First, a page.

A Canoe Voyage Up the Minnay Sotor: With an Account of the Lead and Copper Deposits in Wisconsin ; of the Gold Region in the Cherokee Country ; and Sketches of the Popular Manners, &c, 第 1 卷

This detailed travelogue, the concluding part of a two-volume work written primarily for a British readership, discusses the United States' geological resources and offers critical observations about the manners and customs of its different peoples. It was written over a decade after the author explored St. Peter's River--the "Minnay Sotor" of the book's title--in 1835, and draws upon the journals he kept along the way. A Canoe Voyage (volume 2) deals with Featherstonhaugh's return journey to the east coast. His route, interrupted by many detours and excursions through what is now the state of Wisconsin, took him from Fort Snelling and Galena to St. Louis and its environs. Traveling by steamer along the Mississippi and Ohio Rivers to Paducah, Kentucky, Featherstonhaugh then journeyed down the Tennessee River to Tuscumbia, where he caught a train to Decatur. From this point, he journeyed by steamer, stage, and dugout canoe, to areas described as "Cherokee country," then onward to Georgia, the Carolinas,Virginia, and Washington, D.C, his ultimate destination. In this volume, Featherstonhaugh inveighs against fraudulent land speculators, slavery, the treatment of the Cherokee, and the bad manners of fellow travelers. He found much to admire in the beauty of the Southern Appalachians and the hospitality of John C. Calhoun, the celebrated Southern statesman.

讀者評論 - 撰寫評論


其他版本 - 查看全部



第 57 頁 - ... all the country, not thinking himself safe till he arrived at Philadelphia, where the inhabitants could protect him. This whole transaction gave us Americans the first suspicion that our exalted ideas of the prowess of British regular troops had not been well founded.
第 39 頁 - As I found he intended to stay here a day or two, and knew that Monsieur Joncaire would employ every scheme to set him against the English, as he had before done, I told him, I hoped he would guard against his flattery, and let no fine speeches influence him in their favour.
第 40 頁 - I found there was no probability of their getting home in any reasonable time. The horses became less able to travel every day; the cold increased very fast; and the roads were becoming much worse by a deep snow...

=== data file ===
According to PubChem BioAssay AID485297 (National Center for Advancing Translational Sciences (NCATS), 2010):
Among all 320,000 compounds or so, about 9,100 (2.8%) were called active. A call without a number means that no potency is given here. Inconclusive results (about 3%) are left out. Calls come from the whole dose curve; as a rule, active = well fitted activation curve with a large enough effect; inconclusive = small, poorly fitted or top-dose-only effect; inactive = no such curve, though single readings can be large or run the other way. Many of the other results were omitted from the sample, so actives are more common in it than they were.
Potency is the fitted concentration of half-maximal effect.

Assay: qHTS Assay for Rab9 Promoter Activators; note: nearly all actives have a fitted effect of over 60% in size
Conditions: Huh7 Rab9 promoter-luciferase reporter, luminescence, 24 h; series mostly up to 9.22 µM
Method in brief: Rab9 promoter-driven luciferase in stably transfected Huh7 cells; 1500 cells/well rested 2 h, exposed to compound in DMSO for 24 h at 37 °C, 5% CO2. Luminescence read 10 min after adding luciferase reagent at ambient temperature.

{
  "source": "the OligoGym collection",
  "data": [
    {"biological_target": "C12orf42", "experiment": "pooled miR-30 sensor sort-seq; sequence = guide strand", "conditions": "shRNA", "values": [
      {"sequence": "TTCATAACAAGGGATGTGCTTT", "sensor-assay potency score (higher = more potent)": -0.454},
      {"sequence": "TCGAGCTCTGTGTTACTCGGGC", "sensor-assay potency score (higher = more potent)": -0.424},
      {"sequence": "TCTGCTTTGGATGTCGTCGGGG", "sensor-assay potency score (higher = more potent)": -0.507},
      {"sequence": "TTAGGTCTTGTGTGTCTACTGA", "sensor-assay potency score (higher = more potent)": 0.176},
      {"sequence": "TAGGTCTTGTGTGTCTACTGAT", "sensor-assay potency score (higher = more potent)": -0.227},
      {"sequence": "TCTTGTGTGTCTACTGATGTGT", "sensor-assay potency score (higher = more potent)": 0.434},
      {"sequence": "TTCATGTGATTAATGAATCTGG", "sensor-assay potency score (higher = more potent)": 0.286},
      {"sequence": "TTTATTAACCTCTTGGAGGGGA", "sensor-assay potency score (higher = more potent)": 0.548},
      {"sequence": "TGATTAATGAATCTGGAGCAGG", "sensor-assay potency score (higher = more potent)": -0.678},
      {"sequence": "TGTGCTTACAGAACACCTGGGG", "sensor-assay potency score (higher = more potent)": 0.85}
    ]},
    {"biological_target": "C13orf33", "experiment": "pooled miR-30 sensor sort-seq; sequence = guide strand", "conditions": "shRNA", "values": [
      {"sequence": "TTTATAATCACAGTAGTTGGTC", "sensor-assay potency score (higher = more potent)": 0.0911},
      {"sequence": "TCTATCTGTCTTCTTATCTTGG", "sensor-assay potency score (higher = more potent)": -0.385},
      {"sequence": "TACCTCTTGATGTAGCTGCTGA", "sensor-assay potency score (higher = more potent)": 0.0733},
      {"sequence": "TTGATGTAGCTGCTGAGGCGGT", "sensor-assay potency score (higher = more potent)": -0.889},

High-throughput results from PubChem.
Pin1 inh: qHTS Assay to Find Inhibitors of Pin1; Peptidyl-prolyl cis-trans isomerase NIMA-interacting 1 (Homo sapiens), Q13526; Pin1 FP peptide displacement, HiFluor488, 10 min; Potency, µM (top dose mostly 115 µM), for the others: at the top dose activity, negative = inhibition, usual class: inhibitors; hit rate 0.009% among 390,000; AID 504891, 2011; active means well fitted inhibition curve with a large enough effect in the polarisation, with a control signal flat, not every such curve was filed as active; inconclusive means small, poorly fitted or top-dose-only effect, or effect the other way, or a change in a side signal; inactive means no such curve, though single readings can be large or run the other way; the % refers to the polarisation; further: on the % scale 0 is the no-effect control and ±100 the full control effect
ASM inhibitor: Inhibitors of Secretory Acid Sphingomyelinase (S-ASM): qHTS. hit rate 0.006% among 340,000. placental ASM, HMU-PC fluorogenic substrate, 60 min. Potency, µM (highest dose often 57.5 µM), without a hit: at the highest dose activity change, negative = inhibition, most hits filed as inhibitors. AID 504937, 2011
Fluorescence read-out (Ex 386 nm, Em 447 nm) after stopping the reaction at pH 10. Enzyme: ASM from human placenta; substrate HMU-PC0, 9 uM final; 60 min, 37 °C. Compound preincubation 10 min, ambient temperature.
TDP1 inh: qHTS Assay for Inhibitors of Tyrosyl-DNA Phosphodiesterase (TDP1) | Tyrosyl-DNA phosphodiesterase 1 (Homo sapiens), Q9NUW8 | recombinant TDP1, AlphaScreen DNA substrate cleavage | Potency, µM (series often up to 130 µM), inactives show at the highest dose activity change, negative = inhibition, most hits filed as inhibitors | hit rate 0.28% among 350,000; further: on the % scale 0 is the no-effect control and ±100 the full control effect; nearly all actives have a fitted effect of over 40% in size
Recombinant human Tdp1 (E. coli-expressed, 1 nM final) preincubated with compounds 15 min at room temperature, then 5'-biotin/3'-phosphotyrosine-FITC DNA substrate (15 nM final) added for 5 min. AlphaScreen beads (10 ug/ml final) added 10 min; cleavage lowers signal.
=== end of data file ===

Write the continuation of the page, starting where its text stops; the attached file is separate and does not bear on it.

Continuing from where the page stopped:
第 40 頁 - We took this fellow into custody, and kept him until about nine o'clock at night, then let him go, and walked all the remaining part of the night without making any stop, that we might get the start so far as to be out of the reach of their pursuit the next day, since we were well assured they would follow our track as soon as it was light.
第 41 頁 - There was no way for getting over but on a raft, which we set about with but one poor hatchet, and finished just after sunsetting. This was a whole day's work. We...
第 7 頁 - I now told him to come to me at the fort twice a day, once in the morning and once in the evening, to teach me other phrases, which I would write down.
第 41 頁 - I put out my setting pole to try to stop the raft that the ice might pass by, when the rapidity of the stream threw it with so much violence against the pole that it jerked me out into ten feet of water, but I fortunately saved myself by catching hold of one of the raft logs.
第 41 頁 - Notwithstanding all our efforts, we could not get to either shore, but were obliged, as we were near an island, to quit our raft and make to it. "The cold was so extremely severe, that Mr. Gist had all his fingers and some of his toes frozen, and the water was shut up so hard, that we found no difficulty in getting off the island on the ice in the morning,* and went to Mr. Frazier's.
第 40 頁 - Then, with gun in hand, and pack on my back, in which were my papers and provisions, I set out with Mr. Gist, fitted in the same manner, on Wednesday the 26th.
第 242 頁 - How a work of this kind could exist in a country that has hitherto (according to the generally received opinion,) been the seat of war to untutored Indians alone, whose whole stock of military knowledge has only, till within two centuries, amounted to drawing the bow, and whose only breastwork even at present is the thicket, I know not. I have given as exact an account as possible of this singular appearance, and leave to future explorers of these distant regions to discover whether it is a production...